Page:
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|Title: ||Can incomplete spatial coverage of control measures prevent invasion of fungal parasites?|
|Authors: ||Otten, Wilfred|
Bailey, Douglas J.
Ludlam, Jon J.
Gilligan, Christopher A.
|Affiliation: ||University of Abertay Dundee. Scottish Informatics, Mathematics, Biology and Statistics Centre|
|Keywords: ||Rhizoctonia solani|
Thresholds for control
|Issue Date: ||2004|
|Type: ||Conference Paper|
|Rights: ||Published version (c)IOBC/WPRS, available from http://www.iobc-wprs.org/pub/bulletins/iobc-wprs_bulletin_2004_27_08.pdf|
|Citation: ||Otten, W. 2004. Can incomplete spatial coverage of control measures prevent invasion of fungal parasites? In: Y. Elad, I. Pertot and A. Enkegaard, eds. Proceedings of a meeting of the WGs: Management of plant diseases and arthropod pests by BCAs and their integration in agricultural systems, S. Michele all’Adige, Trentino, Italy, 9-13 June 2004. IOBC/wprs Bulletin. 27(8): pp.251-254.|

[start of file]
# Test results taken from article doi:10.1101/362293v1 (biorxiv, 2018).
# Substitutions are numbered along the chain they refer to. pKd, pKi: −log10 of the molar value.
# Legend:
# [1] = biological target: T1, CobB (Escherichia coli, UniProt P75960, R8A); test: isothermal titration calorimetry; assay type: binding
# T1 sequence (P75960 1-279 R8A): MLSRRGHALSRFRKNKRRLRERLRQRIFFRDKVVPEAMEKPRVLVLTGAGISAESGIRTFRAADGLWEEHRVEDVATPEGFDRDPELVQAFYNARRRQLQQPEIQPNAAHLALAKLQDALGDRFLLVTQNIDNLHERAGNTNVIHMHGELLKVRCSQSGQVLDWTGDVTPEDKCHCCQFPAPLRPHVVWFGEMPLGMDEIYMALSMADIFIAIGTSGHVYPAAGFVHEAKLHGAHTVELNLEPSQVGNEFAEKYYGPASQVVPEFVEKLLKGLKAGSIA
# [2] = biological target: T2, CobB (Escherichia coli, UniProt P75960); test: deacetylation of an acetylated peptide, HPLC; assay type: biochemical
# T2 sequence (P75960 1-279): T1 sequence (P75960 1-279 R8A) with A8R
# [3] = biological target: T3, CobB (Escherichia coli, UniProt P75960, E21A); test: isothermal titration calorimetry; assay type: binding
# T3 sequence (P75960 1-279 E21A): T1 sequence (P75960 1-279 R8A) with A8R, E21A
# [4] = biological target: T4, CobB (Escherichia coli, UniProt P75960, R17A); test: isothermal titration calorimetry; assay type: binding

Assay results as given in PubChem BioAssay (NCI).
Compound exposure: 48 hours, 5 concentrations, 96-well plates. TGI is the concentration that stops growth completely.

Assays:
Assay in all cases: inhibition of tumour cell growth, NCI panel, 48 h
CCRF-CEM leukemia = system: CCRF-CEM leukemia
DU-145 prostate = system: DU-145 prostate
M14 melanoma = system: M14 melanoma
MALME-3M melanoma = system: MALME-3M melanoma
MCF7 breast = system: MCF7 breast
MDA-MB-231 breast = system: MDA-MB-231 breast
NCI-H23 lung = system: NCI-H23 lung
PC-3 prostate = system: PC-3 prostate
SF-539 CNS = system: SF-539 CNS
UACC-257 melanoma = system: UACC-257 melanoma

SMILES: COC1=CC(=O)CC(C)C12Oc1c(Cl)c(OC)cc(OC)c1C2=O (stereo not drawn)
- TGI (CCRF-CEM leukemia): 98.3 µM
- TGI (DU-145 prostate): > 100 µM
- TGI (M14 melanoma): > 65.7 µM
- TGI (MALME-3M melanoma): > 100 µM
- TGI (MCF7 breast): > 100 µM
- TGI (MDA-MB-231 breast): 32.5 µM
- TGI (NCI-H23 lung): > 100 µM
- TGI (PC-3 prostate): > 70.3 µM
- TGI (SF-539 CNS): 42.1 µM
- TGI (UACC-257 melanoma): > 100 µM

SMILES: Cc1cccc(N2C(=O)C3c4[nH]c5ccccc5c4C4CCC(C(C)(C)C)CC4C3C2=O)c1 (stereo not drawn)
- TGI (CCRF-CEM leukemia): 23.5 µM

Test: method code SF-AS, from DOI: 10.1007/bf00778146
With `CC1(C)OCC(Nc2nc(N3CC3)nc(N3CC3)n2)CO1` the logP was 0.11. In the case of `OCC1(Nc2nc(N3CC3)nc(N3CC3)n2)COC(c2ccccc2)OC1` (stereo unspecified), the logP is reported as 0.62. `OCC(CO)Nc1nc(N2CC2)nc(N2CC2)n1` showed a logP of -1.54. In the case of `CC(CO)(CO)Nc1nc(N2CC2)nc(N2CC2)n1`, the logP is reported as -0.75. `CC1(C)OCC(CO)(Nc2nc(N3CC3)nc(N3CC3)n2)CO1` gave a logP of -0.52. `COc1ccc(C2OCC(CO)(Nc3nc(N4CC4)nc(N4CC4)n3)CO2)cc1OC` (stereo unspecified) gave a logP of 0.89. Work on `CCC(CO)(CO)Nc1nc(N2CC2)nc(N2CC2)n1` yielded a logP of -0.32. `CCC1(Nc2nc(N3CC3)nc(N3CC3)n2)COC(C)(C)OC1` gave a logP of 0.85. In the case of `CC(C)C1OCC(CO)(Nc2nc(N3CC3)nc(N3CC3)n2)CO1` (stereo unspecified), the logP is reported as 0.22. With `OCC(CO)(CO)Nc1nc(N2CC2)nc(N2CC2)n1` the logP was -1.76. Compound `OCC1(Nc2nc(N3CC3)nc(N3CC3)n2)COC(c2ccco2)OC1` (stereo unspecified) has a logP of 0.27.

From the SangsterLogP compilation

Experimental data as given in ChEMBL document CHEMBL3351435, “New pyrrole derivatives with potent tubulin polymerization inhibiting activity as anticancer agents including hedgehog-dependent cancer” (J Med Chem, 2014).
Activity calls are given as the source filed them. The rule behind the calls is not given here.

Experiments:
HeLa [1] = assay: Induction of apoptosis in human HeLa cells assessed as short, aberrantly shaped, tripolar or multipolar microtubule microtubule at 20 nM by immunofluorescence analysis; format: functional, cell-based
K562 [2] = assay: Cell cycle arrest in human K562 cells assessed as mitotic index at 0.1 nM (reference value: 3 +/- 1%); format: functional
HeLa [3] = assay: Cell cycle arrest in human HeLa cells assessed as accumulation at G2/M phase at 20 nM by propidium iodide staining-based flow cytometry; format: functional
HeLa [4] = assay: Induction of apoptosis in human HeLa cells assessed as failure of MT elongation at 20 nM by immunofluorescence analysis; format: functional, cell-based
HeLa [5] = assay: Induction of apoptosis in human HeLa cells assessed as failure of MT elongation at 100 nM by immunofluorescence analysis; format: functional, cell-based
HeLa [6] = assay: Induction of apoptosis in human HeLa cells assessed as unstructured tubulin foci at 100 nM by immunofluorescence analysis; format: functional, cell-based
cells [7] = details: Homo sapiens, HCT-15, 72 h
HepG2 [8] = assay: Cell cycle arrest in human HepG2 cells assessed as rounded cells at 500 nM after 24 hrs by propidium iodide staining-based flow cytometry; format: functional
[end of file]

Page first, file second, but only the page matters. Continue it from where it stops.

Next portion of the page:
|Abstract: ||We examine the invasion of a pathogenic fungus into populations of susceptibles.
Combining epidemiological concepts with percolation theory we derive and test the following
hypothesis: 1) fungal invasion into a population can be stopped by rendering a threshold proportion of
the population immune for infection; 2) controlling infection at randomly selected sites introduces a
shield which can prevent invasion of unprotected sites; 3) the rate of invasion reduces with increasing
number of randomly protected sites. The significance of these findings is that the extent at which
control strategies are applied spatially can be a critical component of disease management.|
|Appears in Collections:||SIMBIOS Collection|
Science Engineering & Technology Collection
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